Ebertfest 2013: Day One

Ebertfest 2013

Today marked the first day of the 15th annual Roger Ebert’s Film Festival (aka Ebertfest) in Champaign, Illinois. Since Roger’s passing less than two weeks ago my anticipation for this year’s festival has been mixed emotions of excitement and sadness. For the film festival, Roger wanted to share some of the finer movies of the past year as well as a few gems that he loved and without him here there is an obvious gap. However, we are there to not only enjoy Roger’s selections for the year, but also to celebrate Roger’s life and love of film.

In case you missed the schedule for this year’s Ebertfest, here it is.

Before I begin with the festival itself, I want to point out that The Virginia theater has been under extensive restoration since the close of last year’s festival and the results are simply stunning. You can see some of the details for yourself on their website.

Day One, of course, began with a lovely introduction by Chaz Ebert, who gave a heartwarming thank you to us for giving her something new to do. The festival is dedicated to Haskell Wexler, one of the directors of photography for tonight’s main feature, Days of Heaven. Chaz also introduced director Grace Wang, of the short film that officially kicked off the festivities, I Remember.

I Remember is clearly a film about love, but also of loss. Taking place on the bed in a lonely apartment with a view of the street below, we see a young woman. There is very little dialogue in the film, entirely taking place in a phone conversation between She and someone, maybe a former fling, maybe the man She is missing. We do not know, but we can tell She is annoyed by the call. It isn’t until She finds a man’s shirt with a note inside that we start wondering what happened to She and if the man she is remembering is still around and what happened between them. The apartment scenes are cut with scenes of a beach with the hands of a young woman and some shells, the same shells also appear on the window ledge in the apartment.

For a short film with next to no dialogue, a beautiful story is hidden and we only catch glimpses of it around the edges. I found the film haunting and quite well-made. Grace Wang, who you may recognize as one of Roger’s far-flung correspondents, did a fantastic job in her debut effort.

Days of HeavenNext, we had a sing-along to the tune of Those Were the Days, with modified lyrics by Roger himself. It was quite charming, though instead of singing, I opted to listen to the choral group onstage. To close the evening, we were graced with Days of Heaven on the big screen in its original glory. While I have been a bit spoiled by the completely remastered Criterion blu-ray version of the film, seeing it in its original format the way it was meant to be seen was quite a thrill. I won’t go into detail of the film, as I covered it last year. I do wish more people could watch this film in theaters as the beauty is even more breathtaking on such a grand scale.

Haskell Wexler did a Q&A session afterward that was quite interesting and I will say that for an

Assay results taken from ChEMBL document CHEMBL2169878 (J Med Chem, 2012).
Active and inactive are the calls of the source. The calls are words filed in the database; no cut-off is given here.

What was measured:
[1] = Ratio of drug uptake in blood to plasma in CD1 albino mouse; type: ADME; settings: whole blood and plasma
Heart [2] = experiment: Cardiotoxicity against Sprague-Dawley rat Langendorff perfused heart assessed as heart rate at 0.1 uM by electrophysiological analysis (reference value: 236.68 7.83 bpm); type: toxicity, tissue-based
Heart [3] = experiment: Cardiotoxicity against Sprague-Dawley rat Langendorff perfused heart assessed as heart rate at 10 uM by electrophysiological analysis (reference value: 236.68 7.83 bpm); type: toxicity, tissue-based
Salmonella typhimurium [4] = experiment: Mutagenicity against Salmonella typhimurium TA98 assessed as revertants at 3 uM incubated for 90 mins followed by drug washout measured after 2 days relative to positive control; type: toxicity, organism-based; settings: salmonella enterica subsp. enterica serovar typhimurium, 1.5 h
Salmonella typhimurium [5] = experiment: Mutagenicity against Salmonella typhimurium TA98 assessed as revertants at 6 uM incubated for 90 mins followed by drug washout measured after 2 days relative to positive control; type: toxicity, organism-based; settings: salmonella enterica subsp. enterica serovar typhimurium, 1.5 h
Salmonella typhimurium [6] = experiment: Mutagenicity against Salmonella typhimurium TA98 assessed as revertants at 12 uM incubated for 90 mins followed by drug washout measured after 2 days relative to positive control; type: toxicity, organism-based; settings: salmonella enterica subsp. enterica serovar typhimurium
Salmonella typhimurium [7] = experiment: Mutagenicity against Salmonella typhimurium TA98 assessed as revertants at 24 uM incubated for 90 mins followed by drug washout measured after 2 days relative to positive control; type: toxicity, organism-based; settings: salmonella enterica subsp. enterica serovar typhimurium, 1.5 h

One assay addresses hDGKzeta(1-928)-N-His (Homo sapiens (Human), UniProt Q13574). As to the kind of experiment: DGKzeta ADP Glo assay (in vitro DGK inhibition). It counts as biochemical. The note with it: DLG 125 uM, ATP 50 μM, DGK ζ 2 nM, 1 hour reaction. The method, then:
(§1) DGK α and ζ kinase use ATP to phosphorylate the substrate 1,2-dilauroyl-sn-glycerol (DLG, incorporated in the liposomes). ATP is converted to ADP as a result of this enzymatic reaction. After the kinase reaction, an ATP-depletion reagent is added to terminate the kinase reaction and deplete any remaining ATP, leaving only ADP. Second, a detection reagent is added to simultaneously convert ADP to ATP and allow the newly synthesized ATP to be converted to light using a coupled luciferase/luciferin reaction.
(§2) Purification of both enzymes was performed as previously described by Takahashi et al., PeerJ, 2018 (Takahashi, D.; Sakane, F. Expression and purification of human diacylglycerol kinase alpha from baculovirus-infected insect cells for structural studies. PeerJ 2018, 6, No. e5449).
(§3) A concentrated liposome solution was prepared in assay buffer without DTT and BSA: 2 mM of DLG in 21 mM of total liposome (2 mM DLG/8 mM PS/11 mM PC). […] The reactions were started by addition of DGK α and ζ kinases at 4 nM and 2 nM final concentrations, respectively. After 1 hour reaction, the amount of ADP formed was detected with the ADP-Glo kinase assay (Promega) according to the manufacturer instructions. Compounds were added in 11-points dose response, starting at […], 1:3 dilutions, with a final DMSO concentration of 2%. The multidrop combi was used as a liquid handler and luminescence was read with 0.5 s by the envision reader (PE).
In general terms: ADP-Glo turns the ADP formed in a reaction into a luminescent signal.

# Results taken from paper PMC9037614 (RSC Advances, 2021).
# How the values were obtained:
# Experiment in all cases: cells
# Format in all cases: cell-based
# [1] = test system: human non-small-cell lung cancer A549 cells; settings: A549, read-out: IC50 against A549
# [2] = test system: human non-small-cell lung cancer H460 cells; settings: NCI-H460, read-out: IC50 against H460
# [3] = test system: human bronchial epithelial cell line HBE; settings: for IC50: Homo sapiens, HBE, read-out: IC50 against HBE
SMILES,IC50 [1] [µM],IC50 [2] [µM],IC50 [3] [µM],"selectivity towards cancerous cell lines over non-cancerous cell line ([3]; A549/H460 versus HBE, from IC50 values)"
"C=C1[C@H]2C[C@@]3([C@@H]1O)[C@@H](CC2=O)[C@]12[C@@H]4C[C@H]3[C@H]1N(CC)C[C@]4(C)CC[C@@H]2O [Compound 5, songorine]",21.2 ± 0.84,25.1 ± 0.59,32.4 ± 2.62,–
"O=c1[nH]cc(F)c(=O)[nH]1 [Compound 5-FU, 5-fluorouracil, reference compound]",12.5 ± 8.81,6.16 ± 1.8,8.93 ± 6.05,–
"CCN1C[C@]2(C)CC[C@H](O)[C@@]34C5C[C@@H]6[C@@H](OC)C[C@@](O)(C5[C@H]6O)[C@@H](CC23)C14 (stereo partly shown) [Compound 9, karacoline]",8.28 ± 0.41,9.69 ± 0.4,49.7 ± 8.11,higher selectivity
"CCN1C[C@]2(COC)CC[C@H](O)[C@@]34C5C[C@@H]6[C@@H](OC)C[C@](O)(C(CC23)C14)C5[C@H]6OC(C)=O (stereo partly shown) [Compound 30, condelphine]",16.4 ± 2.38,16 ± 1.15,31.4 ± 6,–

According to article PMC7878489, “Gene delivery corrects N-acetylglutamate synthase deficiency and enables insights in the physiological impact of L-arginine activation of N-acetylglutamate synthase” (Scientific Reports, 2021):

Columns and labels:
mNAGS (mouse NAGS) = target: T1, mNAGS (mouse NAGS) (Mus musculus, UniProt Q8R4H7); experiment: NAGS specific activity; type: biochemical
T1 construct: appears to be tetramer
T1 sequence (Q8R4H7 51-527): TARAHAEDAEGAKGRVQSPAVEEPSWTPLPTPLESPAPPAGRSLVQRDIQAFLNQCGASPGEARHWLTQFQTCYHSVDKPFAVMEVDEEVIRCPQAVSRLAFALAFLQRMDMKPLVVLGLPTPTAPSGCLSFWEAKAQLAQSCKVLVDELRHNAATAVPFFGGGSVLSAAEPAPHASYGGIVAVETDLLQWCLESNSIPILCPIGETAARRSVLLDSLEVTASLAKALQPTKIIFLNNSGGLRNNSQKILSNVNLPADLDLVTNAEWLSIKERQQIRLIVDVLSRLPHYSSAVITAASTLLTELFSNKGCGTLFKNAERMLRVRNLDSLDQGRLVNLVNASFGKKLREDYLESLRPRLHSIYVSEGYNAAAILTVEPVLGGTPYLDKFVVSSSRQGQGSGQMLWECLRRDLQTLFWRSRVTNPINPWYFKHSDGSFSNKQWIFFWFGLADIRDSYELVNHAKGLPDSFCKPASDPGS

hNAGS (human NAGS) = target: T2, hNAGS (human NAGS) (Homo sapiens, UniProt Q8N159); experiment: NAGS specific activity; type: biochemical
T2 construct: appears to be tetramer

87-year-old 91-year-old, Mr. Wexler is still incredibly sharp and is still working! For those of you that have seen Days of Heaven, you may wonder how Malick was able to get the shots of the locust swarms rising from the fields. According to Wexler, a helicopter dropped coffee beans and they reversed the film to make it look like a locust cloud rising. Incredible. Hit the video archive link below to see more!

Stay tuned for more on Ebertfest and follow me on Twitter for live updates of what I’m doing!

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Days of Heaven (4/14/12)

Days of HeavenMovie Eighty Four

Days of Heaven is one of only a handful of films from director, Terrence Malick, so it’s easy to call it one of his best. Days of Heaven would be one of the best of nearly any other director as well, but it is certifiably a Malick film.

Terrence Malick has a very unique style to his films and his entire process of filming. Days of Heaven was apparently shot without a script for the most part, and the editing process took him over two years to complete. When watching his films, you become aware that you are watching something much richer than what is simply happening on screen. There are shots of scenery, of animals, of the sky, things that have nothing to do with the plot directly, but enhance the beauty of the story being told.

Days of Heaven focuses on a worker named Bill (Richard Gere) that has to flee Chicago for killing his boss. He travels with his girlfiend, Abby (Brooke Adams), and young sister, Linda (Linda Manz). Linda provides the narration for the film. Posing as three siblings, they find work on a farm and Abby is coerced to marry the dying farmer for his money. Things become complicated as the farmer finds out the truth about Bill and Abby, but Abby develops feelings for her new husband.

For a movie without a script, the story is actually quite good, but Malick’s films are primarily visual. The cinematography is, of course, stunning and the film is such a wonder to simply stare at you could easily be distracted by the plot. There is literally no one else quite like Terrence Malick making films today. It’s also worth noting that the Criterion Collection has done an outstanding job with the release of Days of Heaven. Everything is top-notch and there are special features aplenty.

Days of Heaven is a wonderful film and is a film for the sake of beauty. There are moments near the end where my mouth was simply agape in wonderment at the scenes captured on film. Not quite as esoteric as Tree of Life, but a bit dreamier than The Thin Red Line, Days of Heaven is a wonderful film and a terrific introduction to Terrence Malick.

I give it 5 locust swarms out of 5.

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